In addition to lower operating costs, Montreal offers other important benefits to Voxdata related to the city’s linguistic diversity. “If you look at the province of Quebec, Montreal is the only true multilingual city,” says Trahan. “By multilingual I mean by that if you want someone who’s mother tongue is Spanish, you’re going to find them in Montreal. Russian? You’re going to find them in Montreal. There’s no limit to the assembly of languages that you can do.

“If you go back to just the national languages, French and English, I don’t think you could assemble an accent-less workforce in Quebec city, as an example, which is the second largest city. I think Montreal is also providing the labour from students—I think in Montreal we have have five universities.

“We have some programs here that cover North America, so Spanish and other languages which they can provide from Montreal. Maybe there’s some people speaking Russian in Quebec City, but in Montreal you can be confident that you can staff a call centre to provide multi-lingual service.”

As the contact centre industry evolves, so too does the important of access to a workforce who can not only speak fluently in a variety of languages but, increasingly, also write well. “We started email processing in 2014 and even more interestingly we started social media presence management in 2015,” notes Trahan. “So we are fortunate to work with some leading brands in Canada and I think from a generational point of view, even though the email and social media are not necessarily the predominant way for people to contact a service provider, it is something growing and it is very interesting for us because it allows us to add value and change a bit the ground rules that applies to telephone customer service. It requires a higher skill set as there is more latitude in how the interaction will be performed.”

True relationship marketing starts with adept cultural fluency

Mark Morin, owner of Strategies Marketing Direct.

It is obvious that Mark Morin, owner of Strategies Marketing Direct, is excited about the evolution of the direct marketing industry. He cites cognitive technology and marketing automation as the most revolutionary technologies at play and notes that they are opening doors for breakthroughs in customer centricity, including a vastly expanded understanding of the customer journey and true relationship marketing.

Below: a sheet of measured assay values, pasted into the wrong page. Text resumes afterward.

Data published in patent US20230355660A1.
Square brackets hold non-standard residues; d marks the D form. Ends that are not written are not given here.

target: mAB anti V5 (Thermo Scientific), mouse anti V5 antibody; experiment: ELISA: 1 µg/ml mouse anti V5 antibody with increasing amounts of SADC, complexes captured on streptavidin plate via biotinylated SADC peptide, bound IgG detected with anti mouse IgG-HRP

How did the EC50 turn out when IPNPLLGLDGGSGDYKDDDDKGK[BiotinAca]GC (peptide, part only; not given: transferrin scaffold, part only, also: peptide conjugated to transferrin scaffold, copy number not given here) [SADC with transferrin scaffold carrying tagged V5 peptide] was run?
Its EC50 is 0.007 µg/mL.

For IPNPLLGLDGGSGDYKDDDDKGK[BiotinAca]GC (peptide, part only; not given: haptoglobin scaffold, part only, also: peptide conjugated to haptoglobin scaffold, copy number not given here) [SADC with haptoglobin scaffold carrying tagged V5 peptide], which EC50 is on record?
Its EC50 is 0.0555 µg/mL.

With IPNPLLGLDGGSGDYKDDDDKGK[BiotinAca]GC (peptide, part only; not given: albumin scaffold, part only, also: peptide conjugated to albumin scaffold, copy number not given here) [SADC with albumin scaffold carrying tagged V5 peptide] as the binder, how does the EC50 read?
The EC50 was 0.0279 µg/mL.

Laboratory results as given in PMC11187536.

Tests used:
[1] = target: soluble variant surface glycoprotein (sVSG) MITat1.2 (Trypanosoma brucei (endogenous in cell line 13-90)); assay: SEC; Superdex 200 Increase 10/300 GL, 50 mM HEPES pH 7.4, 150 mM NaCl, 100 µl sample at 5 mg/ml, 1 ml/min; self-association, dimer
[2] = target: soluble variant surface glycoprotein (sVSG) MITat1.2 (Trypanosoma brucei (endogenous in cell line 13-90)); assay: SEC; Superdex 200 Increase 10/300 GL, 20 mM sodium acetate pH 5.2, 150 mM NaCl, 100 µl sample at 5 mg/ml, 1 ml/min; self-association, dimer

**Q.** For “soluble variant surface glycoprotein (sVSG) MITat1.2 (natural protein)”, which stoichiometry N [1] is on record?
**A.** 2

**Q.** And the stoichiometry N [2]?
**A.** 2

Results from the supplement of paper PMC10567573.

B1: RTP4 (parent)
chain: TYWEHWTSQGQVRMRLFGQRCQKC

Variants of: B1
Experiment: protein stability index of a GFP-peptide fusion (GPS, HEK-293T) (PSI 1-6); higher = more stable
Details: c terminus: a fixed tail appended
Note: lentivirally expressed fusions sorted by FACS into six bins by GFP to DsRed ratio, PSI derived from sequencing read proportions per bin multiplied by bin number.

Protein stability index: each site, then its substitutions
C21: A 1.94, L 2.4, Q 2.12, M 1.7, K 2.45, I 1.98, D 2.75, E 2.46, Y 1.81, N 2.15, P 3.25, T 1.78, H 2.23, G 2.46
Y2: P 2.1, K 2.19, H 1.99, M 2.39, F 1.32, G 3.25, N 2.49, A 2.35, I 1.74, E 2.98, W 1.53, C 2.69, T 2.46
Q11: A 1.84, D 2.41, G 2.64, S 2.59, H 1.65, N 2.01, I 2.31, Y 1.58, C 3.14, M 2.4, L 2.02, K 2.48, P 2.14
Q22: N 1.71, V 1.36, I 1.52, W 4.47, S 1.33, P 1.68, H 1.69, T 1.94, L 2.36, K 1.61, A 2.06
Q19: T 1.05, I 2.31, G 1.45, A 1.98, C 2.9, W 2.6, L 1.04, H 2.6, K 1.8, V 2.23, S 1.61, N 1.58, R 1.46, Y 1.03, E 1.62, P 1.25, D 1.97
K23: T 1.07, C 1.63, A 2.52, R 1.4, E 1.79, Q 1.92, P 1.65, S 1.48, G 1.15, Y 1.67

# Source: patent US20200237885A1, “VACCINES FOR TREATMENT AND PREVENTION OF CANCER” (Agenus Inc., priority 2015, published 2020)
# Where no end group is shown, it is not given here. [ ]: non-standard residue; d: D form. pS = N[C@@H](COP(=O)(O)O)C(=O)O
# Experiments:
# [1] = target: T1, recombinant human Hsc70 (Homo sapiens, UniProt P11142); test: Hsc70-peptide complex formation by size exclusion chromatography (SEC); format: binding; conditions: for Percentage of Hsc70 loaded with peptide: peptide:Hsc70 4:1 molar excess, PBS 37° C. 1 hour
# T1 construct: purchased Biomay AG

“People are starting to understand, yes, getting someone to place an order is great but that’s only the start of the relationship,” notes Morin. “How do we move it forward? What do we need to put in place? And marketing automation allows you to do that, technology allows you to do that very effectively. I think that is really cool.”

Beyond the classic definition of direct marketing, getting the right offer to the right person at the right time in order to drive a sale, today Morin believes that sequence is only the beginning of a mutually beneficial relationship.

“The sale is not the end goal,” says Morin. “The relationship is the goal. Instead of focusing on that one transaction you’re focusing on the customer’s lifetime value.
“I find that marketers don’t think enough about the fact that every single time you transact or interact with your customers you have an opportunity to consolidate the relationship or destroy it totally.

“Every time you send an email for something that’s not relevant to the customer because you just want to do ‘batch and blast’ because it’s simple, then you are depreciating the value of your brand in the eyes of your customers. You’ve just said, ‘you know what, I don’t really care if you want this or not. I’m gonna stick it your mailbox and hope that you’ll buy because all we want is your money, not your loyalty, and we don’t really care who you are.’”
The level of sophistication required for post-campaign thinking is naturally multiplied in the context of bilingual campaigns, which Morin says applies to almost everything Strategies Marketing Direct does. “You want to be idiomatic, you want to use expressions that people will understand and that will trigger emotion as opposed to just communicating the ideas effectively,” says Morin. “That’s really important. You have to have that sensibility to understand how the wording and even the imagery can change from one market to another. There are significant differences between the Quebecois and the rest of Canada or the United States or the world, as you can appreciate. Just as there’s a difference between Toronto versus Vancouver. There are regional differences as well as cultural differences—TV shows, movies, music. You want to draw on that cultural environment in order to build that resonance in your message. It’s hard to do.”